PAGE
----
credit market conditions are hurting their firms. Among companies rated B or lower, 77
percent say they have been hurt.
Companies rated B or lower have nearly maxed out credit lines, drawing on average 70
percent of the maximum.
AAA and AA rated firms, in contrast, have drawn only 27 percent
of the maximum.
"Bank lines of credit are usually a temporary source of funding, or are used as a last resort,"
said John Graham, a finance professor at Duke and the director of the survey. "In the
current market, many companies have few funding options beyond their credit line.
In fact,there has been a bank run of sorts on credit lines, with poorly rated companies drawing
, just in case their bank decides not to lend to them in the future. This action has
in part crowded out the ability of banks to lend to other firms, exacerbating the lack of
credit elsewhere in the system."
Over the past six months, the amount of external funding provided by bank lines of credit
has approximately equaled the total amount provided by other sources of borrowing, such
as short-term and long-term debt.
Credit markets remain extremely tight. Among companies that report they have been
directly affected by credit market turmoil, nearly 60 percent have had trouble accessing
, and nearly half report a higher cost of credit (relative to pre-crisis costs).
PRESIDENT OBAMA: NO HONEYMOON WITH CFOs
U.S. CFOs are lukewarm on President Obama's policy ambitions. Corporate concern about
the new administration and Congress ranks as their third biggest external concern. About 32
percent of CFOs indicate they feel the economy has been helped by the economic stimulus
actions taken to date, equal to the 32 percent who indicate the economy is worse off.
Another one-third feel the stimulus efforts have made no impact. Finally, more than half (53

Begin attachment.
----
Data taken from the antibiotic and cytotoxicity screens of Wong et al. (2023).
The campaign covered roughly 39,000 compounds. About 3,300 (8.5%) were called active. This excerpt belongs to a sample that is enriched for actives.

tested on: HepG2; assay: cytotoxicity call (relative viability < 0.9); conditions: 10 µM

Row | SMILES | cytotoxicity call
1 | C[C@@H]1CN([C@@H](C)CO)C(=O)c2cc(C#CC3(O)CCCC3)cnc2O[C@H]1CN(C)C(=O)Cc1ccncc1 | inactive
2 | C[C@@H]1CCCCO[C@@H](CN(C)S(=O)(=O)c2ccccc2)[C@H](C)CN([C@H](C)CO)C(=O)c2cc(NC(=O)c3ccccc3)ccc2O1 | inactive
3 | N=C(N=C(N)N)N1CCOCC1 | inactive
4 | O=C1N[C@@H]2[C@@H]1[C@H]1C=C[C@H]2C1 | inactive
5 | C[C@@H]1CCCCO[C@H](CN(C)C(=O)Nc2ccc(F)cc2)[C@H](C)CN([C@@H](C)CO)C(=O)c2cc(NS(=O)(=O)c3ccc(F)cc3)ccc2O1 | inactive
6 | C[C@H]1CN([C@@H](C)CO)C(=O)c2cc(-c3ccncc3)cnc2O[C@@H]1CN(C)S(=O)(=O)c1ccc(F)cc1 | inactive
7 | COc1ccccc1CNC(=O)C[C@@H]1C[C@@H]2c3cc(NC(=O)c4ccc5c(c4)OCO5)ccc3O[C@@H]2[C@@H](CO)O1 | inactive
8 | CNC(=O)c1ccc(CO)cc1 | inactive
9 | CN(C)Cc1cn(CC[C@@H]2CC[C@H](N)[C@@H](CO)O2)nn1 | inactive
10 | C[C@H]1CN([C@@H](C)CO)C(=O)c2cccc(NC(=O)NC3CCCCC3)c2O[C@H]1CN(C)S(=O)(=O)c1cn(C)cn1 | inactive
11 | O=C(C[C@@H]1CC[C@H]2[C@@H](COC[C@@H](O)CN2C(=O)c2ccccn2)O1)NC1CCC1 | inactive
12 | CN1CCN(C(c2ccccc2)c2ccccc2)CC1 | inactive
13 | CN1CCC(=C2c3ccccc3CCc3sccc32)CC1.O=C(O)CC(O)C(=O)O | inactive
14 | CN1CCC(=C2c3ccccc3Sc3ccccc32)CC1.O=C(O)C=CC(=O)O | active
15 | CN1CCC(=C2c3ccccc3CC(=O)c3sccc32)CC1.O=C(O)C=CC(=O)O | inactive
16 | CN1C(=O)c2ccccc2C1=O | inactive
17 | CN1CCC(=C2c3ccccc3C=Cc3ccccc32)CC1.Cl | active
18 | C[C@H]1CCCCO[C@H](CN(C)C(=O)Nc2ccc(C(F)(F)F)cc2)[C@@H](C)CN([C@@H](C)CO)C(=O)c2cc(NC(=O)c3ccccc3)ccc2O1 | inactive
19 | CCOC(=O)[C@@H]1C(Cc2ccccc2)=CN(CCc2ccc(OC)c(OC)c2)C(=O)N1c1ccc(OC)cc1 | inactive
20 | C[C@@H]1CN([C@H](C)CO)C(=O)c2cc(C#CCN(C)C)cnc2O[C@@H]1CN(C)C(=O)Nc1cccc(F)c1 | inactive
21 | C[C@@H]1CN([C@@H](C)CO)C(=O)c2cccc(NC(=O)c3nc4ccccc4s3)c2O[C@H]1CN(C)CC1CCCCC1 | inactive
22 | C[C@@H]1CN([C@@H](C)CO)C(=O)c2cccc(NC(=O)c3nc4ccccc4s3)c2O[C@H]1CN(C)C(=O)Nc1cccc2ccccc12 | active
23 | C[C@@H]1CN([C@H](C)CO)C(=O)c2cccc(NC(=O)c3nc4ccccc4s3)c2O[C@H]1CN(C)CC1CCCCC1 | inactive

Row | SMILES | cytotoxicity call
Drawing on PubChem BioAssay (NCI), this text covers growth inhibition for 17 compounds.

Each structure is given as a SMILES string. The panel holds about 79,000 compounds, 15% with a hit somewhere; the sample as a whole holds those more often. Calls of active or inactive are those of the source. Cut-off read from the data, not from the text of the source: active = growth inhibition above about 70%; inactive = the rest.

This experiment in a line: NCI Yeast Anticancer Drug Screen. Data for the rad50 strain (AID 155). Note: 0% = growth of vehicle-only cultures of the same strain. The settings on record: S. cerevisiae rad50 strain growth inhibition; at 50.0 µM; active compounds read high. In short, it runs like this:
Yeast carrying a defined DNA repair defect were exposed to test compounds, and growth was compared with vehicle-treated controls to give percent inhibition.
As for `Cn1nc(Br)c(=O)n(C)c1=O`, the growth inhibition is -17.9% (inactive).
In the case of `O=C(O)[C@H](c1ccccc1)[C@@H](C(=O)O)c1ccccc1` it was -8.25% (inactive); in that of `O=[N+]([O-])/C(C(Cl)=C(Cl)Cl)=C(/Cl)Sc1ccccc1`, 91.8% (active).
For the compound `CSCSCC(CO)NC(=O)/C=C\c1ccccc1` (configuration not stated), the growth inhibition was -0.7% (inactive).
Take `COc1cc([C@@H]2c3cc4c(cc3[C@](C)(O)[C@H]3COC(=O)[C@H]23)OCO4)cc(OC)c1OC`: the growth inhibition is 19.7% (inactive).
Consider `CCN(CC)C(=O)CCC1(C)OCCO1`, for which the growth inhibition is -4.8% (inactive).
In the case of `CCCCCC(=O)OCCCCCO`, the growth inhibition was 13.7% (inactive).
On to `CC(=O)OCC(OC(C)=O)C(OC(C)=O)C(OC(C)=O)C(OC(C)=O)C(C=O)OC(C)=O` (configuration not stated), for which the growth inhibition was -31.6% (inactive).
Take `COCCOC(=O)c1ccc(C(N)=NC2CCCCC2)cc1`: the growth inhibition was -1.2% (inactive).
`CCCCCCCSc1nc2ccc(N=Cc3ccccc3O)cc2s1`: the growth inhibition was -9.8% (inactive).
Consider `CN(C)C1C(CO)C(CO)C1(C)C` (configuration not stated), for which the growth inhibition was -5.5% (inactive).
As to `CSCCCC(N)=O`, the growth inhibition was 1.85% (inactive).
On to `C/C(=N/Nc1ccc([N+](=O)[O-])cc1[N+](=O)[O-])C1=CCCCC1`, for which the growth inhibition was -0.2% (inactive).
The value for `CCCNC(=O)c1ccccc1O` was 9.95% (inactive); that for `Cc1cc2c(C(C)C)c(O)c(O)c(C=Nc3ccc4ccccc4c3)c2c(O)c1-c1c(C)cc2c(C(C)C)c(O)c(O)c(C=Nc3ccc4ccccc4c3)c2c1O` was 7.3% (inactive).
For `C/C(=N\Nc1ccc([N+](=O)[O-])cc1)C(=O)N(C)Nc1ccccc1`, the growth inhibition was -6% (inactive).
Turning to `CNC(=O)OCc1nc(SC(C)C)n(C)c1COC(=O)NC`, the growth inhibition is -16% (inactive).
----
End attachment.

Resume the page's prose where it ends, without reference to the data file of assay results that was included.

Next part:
percent) of CFOs say their companies would be worse off with a national health care
system, compared to only 19 percent who say their businesses would be better off.
ADDITIONAL EUROPEAN DATA
Only one in five European CFOs expect their own country's economy to begin to recover in
Another 37 percent expect the recovery to begin in the first half of 2010. The
remaining 43 percent expect economic recovery will not begin until the second half of 2010
Nearly two-thirds of European companies indicate they will institute a hiring freeze over the
next year, and 57 percent will freeze or reduce wages.
Almost one-third of companies say
they will reduce work hours for remaining employees. More than 60 percent will reduce their
workforce, with the average reduction among those firms being 9 percent.
The top three external concerns for Europeans are weak consumer demand, the financial
and banking system, and credit markets more generally.
Fifty-eight percent of European CFOs report problems with suppliers, ranging from 40
percent of suppliers being unable to obtain trade credit or bank financing to 21 percent of
companies having a supplier go out of business.
ADDITIONAL ASIAN DATA
More than two-thirds of Asian firms plan a hiring freeze for the next 12 months.
Sixty-three percent plan a wage freeze or wage reduction.
In addition, 30 percent of Asian CFOs say
their firms will reduce the hours worked by employees who retain their jobs.
Forty-six percent of Asian CFOs expect their own country's economy to begin to recover in
2009, and another 29 percent expect the recovery to begin in the first half of 2010.
Fifty-five percent of Asian CFOs report problems with suppliers, with many not receiving
enough order volume to be viable.
This has led to a consolidation of orders with stronger
suppliers at nearly half of Asian firms.
ADDITIONAL CHINESE HIGHLIGHTS
Chinese CFOs say their top concerns about their own companies are working capital
management, maintaining the morale and productivity of workers, and attracting and
retaining qualified workers.
Their top external concerns are weak consumer demand, credit markets and the cost of non-fuel commodities.
Employment and capital spending are expected to decline over the next year.
More than two-thirds of Chinese companies will impose a hiring freeze this year, and 30
percent will reduce wages. One-third will reduce the hours worked by retained employees.
Among Chinese companies with bank lines of credit, the average firm has drawn 56 percent
of the maximum allowed.
Detailed results, including tabular summaries of the numbers in this release and results
from previous surveys, are available at <http://www.cfosurvey.org>